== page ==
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The Rise and Fall of Korihor,
a Zoramite: A New Look at the Failed Mission of an Agent of Zoram

Abstract: The accounts of the Anti-Christ, Korihor, and of Alma’s mission to the Zoramites raise a variety of apparently unanswered questions. These involve Korihor’s origins, the reason for the similarity of his beliefs to those of the Zoramites, and why he switched so quickly from an atheistic attack to an agnostic plea. Another intriguing question is whether it was actually the devil himself who taught him what to say and sent him on a mission to the land of Zarahemla — or was it a surrogate of the devil or a human “devil” such as, perhaps, Zoram? Final questions are how Korihor ended up in Antionum, why the Zoramites would kill a disabled beggar, and why nobody seemed to have mourned his violent death or possibly unrighteous execution. There are several hints from the text that suggest possible answers to these intriguing questions. Some are supported by viewing the text from a parallelistic or chiastic perspective.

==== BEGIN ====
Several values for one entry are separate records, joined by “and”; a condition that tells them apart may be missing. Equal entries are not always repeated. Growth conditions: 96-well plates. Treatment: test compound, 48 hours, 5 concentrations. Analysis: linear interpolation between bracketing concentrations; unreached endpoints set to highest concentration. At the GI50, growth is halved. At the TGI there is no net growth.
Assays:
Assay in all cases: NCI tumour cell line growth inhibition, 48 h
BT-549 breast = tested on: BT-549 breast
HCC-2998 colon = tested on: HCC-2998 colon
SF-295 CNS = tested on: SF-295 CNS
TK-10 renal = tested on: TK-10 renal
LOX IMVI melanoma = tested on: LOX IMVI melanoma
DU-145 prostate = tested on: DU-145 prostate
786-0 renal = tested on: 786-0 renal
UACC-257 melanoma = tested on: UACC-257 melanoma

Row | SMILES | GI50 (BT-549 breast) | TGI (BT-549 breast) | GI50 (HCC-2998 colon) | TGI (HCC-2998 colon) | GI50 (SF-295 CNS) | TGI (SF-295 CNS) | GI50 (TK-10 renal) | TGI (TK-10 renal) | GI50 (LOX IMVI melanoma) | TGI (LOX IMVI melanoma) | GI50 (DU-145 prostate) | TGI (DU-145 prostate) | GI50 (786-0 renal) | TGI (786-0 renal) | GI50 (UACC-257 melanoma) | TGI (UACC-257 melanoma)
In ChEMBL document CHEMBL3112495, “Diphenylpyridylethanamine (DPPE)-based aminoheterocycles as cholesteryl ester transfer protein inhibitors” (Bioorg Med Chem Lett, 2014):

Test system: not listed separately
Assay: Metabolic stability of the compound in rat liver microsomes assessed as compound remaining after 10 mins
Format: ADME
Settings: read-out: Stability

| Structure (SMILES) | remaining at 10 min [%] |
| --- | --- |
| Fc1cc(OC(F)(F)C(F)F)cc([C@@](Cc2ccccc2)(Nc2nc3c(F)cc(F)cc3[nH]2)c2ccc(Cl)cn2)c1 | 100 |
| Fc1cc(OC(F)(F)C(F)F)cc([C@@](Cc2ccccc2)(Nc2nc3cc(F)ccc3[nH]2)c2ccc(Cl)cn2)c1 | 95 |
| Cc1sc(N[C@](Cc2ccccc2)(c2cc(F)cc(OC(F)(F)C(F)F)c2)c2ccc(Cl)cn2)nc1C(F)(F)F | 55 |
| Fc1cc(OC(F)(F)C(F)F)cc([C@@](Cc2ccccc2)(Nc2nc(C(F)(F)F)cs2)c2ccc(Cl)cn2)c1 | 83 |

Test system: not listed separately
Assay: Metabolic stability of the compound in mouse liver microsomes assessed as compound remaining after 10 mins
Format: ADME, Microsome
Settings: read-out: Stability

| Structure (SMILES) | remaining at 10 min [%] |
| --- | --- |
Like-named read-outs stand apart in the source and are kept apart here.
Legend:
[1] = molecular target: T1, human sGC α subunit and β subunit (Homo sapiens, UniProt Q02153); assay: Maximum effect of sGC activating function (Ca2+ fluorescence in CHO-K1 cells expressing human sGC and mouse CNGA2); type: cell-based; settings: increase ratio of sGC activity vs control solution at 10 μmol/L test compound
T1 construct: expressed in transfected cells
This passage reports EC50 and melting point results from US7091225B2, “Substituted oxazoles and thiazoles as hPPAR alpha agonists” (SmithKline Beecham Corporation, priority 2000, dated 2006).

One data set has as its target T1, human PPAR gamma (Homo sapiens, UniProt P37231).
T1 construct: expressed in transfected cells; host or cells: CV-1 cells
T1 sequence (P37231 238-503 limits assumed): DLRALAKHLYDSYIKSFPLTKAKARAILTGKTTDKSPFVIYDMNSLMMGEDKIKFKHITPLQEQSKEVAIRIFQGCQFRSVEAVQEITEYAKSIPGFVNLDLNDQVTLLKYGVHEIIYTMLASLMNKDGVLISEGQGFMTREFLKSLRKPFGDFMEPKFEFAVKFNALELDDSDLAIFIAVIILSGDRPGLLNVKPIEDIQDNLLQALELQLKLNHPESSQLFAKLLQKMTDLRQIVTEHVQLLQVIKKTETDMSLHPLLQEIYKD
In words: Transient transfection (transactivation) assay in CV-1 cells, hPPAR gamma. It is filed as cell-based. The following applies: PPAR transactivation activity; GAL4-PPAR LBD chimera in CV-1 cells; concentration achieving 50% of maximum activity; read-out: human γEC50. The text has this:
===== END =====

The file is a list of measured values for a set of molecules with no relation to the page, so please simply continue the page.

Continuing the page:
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An Ishmael Buried Near Nahom

Abstract: Latter-day Saint scholars generally agree that “the place called… Nahom,” where Ishmael was buried (1 Nephi 16:34) is identified as the Nihm tribal region in Yemen. Significantly, a funerary stela with the name y s1mʿʾl — the South Arabian equivalent of Ishmael — was found near the Nihm region and dated to ca. 6th century bc. Although it cannot be determined with certainty that this is the Ishmael from the Book of Mormon, circumstantial evidence suggests that such is a possibility worth considering.